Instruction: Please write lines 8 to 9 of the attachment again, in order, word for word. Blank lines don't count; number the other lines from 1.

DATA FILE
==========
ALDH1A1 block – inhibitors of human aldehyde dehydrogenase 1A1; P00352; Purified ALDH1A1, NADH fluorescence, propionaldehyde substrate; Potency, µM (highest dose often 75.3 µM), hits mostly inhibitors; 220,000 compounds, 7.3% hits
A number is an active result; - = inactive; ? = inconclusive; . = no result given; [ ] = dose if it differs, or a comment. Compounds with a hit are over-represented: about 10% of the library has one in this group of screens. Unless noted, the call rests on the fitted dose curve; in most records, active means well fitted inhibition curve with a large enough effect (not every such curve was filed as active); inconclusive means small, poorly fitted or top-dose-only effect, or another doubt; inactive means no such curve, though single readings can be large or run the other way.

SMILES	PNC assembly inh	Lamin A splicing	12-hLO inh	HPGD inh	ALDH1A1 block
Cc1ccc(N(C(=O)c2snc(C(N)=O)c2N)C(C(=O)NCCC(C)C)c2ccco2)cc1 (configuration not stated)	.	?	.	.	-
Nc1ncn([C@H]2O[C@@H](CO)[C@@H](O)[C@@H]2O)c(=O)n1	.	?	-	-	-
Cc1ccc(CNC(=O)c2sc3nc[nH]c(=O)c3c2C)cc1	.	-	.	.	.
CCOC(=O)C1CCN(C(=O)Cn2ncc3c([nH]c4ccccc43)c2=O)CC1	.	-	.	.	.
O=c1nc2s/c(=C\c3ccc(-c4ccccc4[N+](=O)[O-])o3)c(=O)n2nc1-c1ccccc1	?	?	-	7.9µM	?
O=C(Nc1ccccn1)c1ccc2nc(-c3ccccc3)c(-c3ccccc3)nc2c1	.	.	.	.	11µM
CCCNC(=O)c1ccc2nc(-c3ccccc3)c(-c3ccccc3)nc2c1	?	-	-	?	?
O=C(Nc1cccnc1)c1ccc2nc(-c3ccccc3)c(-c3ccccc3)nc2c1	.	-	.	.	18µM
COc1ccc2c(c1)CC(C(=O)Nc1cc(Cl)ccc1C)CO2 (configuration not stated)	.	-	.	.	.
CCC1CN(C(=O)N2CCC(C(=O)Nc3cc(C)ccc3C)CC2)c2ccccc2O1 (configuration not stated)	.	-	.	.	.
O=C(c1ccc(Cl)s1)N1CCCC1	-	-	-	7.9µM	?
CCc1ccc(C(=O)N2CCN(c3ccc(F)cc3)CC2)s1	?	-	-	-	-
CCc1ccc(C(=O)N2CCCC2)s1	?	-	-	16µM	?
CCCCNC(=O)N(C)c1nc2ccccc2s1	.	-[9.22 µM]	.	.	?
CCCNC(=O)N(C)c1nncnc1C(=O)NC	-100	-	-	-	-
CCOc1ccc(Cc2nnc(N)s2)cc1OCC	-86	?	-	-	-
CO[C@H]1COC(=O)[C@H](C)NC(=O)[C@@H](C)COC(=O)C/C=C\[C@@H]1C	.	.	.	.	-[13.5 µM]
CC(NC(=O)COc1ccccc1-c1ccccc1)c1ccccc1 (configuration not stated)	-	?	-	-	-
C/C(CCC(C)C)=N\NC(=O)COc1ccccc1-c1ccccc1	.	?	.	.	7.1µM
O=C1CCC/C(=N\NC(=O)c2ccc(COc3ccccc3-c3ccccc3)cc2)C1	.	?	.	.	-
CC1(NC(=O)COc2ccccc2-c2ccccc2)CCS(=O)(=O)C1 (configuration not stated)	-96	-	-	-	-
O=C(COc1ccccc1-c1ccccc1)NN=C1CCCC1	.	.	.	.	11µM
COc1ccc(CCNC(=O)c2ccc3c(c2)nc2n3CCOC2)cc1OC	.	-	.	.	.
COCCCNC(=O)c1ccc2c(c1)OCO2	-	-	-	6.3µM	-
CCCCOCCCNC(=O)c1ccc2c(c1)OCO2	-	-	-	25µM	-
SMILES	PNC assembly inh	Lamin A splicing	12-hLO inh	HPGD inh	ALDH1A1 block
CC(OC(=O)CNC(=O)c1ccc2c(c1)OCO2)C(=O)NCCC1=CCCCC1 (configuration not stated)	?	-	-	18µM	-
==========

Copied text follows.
O=c1nc2s/c(=C\c3ccc(-c4ccccc4[N+](=O)[O-])o3)c(=O)n2nc1-c1ccccc1	?	?	-	7.9µM	?
O=C(Nc1ccccn1)c1ccc2nc(-c3ccccc3)c(-c3ccccc3)nc2c1	.	.	.	.	11µM